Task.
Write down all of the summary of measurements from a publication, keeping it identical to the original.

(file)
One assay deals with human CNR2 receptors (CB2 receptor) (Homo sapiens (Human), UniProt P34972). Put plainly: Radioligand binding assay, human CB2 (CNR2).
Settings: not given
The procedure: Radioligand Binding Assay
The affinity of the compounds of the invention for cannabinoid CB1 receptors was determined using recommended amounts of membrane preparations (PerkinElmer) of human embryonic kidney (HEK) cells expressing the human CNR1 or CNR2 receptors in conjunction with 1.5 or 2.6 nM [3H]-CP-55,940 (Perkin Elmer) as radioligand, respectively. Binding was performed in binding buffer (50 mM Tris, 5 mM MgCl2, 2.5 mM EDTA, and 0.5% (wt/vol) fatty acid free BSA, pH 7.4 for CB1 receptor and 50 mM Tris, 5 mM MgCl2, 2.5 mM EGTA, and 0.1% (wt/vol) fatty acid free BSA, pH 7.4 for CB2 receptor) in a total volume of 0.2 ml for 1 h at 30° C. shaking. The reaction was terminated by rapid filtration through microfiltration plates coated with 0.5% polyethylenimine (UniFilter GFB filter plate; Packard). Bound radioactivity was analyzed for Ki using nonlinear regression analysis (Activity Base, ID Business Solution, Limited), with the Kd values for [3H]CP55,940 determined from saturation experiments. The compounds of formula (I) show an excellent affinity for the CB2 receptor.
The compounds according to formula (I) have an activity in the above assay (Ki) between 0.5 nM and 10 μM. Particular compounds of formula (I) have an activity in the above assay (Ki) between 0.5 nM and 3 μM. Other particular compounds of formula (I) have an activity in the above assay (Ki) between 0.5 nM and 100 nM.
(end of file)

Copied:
One assay deals with human CNR2 receptors (CB2 receptor) (Homo sapiens (Human), UniProt P34972). Put plainly: Radioligand binding assay, human CB2 (CNR2).
Settings: not given
The procedure: Radioligand Binding Assay
The affinity of the compounds of the invention for cannabinoid CB1 receptors was determined using recommended amounts of membrane preparations (PerkinElmer) of human embryonic kidney (HEK) cells expressing the human CNR1 or CNR2 receptors in conjunction with 1.5 or 2.6 nM [3H]-CP-55,940 (Perkin Elmer) as radioligand, respectively. Binding was performed in binding buffer (50 mM Tris, 5 mM MgCl2, 2.5 mM EDTA, and 0.5% (wt/vol) fatty acid free BSA, pH 7.4 for CB1 receptor and 50 mM Tris, 5 mM MgCl2, 2.5 mM EGTA, and 0.1% (wt/vol) fatty acid free BSA, pH 7.4 for CB2 receptor) in a total volume of 0.2 ml for 1 h at 30° C. shaking. The reaction was terminated by rapid filtration through microfiltration plates coated with 0.5% polyethylenimine (UniFilter GFB filter plate; Packard). Bound radioactivity was analyzed for Ki using nonlinear regression analysis (Activity Base, ID Business Solution, Limited), with the Kd values for [3H]CP55,940 determined from saturation experiments. The compounds of formula (I) show an excellent affinity for the CB2 receptor.
The compounds according to formula (I) have an activity in the above assay (Ki) between 0.5 nM and 10 μM. Particular compounds of formula (I) have an activity in the above assay (Ki) between 0.5 nM and 3 μM. Other particular compounds of formula (I) have an activity in the above assay (Ki) between 0.5 nM and 100 nM.